Madagascar: on the frontline of a climate-driven hunger crisis
The effects of climate change are ravaging the southern districts of Madagascar, a country that produces just 0.01% of global emissions. The frequency and intensity of droughts have risen sharply in the last few years – having a devastating impact on the health of people living there.
By Action Against Hunger
21 July 2021
Madagascar is teetering on the brink of a famine it has played little or no part in creating. With the country now in the grip of the worst drought in 40 years, the UN is warning that half a million people are heading towards starvation.
The scale of this crisis is immense. In some communities, entire families are surviving on cactus leaves alone. In others, mothers are mixing tamarind with ashes from the fire – just to put something in their children’s stomachs.
Photographer Stéphane Rakotomalala joined our medical mobile teams in the towns of Ambovombe and Anpanihy, where climate change is having a huge impact on child malnutrition.
According to the UN, nearly 14,000 people are already experiencing famine conditions in Madagascar’s Grand Sud region. Among children under five, 27,134 are suffering from severe acute malnutrition – the most life-threatening form of hunger.
A child waits to be assessed by a specialist. According to our staff, the situation is deteriorating: “It has got much worse. Before, there were around 80 children in the health centres in this area and now there are almost 400. That’s why we must come in and help out," explains Hamelo Lahimalio, a nurse from one of our mobile teams.
The lack of water is already chronic, but a lack of rainfall is further aggravating this shortage. The number of waterborne diseases, such as diarrhoea, is soaring – putting children at increased risk of becoming severely malnourished.
Action Against Hunger has 25 mobile teams across Madagascar's southern regions. Cases of severe acute malnutrition are higher in these remote areas.
We use a range of measurements to assess whether a child is malnourished. One of these is measuring arm circumference with a MUAC band, which can indicate the severity of malnutrition. Providing these bands to mothers means they can monitor their child’s progress and alert the team if they their child's health deteriorating.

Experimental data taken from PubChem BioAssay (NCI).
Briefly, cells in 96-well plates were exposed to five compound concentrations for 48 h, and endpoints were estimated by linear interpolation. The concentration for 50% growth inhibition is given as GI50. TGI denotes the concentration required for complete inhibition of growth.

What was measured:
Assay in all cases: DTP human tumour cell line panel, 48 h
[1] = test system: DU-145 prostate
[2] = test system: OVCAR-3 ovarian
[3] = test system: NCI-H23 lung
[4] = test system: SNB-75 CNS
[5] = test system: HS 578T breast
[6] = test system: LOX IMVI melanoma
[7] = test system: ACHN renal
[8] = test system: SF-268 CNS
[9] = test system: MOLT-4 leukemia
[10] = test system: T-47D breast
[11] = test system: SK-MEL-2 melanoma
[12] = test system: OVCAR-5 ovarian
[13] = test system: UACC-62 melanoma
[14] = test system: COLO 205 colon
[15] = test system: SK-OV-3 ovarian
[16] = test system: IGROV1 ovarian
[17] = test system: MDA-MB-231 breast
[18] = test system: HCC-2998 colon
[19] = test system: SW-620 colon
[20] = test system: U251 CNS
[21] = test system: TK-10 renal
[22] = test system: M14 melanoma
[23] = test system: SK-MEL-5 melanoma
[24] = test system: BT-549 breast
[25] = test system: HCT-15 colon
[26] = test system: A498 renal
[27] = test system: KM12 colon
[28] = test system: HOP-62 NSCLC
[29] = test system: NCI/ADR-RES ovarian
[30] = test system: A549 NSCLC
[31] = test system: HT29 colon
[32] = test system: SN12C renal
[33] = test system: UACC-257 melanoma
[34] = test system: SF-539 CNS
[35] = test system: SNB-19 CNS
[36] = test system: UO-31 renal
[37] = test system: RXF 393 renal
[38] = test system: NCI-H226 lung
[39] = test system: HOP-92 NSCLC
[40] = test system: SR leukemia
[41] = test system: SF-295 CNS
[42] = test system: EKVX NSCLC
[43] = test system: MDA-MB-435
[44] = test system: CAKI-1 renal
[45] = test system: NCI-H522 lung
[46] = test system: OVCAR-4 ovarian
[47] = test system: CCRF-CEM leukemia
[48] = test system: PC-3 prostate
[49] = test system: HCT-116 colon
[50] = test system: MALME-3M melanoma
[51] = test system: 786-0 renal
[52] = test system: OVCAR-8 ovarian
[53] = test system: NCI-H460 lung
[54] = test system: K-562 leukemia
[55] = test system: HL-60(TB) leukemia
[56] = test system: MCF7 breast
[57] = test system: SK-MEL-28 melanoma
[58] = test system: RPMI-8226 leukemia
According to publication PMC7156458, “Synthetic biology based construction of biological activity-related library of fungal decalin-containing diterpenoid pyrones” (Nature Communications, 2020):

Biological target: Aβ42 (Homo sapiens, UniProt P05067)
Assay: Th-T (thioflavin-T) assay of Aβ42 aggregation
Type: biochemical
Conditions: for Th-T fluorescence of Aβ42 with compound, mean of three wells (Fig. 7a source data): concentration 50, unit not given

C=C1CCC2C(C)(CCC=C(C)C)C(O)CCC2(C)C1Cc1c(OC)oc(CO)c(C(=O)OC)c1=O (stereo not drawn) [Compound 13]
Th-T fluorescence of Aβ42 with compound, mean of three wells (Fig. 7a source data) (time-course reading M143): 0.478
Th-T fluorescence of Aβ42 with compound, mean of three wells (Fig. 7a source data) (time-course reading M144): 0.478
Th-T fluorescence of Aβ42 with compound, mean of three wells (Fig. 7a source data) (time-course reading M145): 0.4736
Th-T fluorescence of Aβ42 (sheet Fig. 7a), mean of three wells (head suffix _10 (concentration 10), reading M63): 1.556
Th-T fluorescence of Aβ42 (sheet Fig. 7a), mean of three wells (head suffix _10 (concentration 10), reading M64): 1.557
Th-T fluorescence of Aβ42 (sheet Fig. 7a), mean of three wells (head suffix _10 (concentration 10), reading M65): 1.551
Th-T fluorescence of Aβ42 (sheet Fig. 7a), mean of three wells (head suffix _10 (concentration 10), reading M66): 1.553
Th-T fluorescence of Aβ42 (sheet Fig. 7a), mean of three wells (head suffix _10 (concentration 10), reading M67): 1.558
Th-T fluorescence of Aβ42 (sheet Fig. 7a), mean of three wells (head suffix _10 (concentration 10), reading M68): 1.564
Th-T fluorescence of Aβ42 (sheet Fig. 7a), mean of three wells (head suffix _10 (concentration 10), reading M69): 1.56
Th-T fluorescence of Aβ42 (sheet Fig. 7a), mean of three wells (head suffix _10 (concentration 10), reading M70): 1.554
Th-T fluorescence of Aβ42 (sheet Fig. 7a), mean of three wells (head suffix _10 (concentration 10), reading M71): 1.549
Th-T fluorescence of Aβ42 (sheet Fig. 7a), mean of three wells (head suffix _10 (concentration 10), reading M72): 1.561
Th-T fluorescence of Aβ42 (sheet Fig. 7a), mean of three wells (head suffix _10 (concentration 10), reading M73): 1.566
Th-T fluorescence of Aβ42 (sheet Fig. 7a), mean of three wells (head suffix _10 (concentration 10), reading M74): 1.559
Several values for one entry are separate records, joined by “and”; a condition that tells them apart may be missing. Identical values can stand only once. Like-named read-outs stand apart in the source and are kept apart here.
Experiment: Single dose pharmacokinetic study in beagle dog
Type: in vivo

An Action Against Hunger staff member loads up the trucks before heading out. Our teams in Madagascar reached 127,960 people in 2020 through our nutrition, food security, mental health and water, sanitation and hygiene programmes.
The devastating effects of the climate crisis
Climate change is happening today – and for the people of Madagascar its consequences are already deadly.
The kéré – which roughly translates as famine in Malagasy – has become frequent in the south, especially during prolonged dry seasons when agricultural production is low due to a lack of rain.
The kéré arrived in certain areas as early as 2017 and has never left. Successive droughts and vicious sandstorms – known as tiomena – have destroyed crops and turned arable land to desert. The impact of Covid-19 has also increased food prices and reduced job opportunities.
A lack of rainfall and dry lands have made a bad situation worse. With temperatures reaching 35° during the hot season, families often have little choice but to consume whatever water they can find, leading to a spike in the number of waterborne diseases.
Not only do waterborne diseases, such as diarrhoea, pose their own health risks to children, they also increase the likelihood of a child becoming malnourished. Malnutrition remains the biggest killer of children under five around the world, contributing to almost half (45 per cent) of all infant deaths.
How Action Against Hunger is helping
Action Against Hunger’s teams specialise in treating child malnutrition and we’re one of the few organisations working in Madagascar’s southern districts. Our staff provide treatment to communities who normally don’t have access to health facilities.
But our teams are now helping more children than ever. Between October and March last year, our teams in the south of the country treated:
8,727 children under five with severe acute malnutrition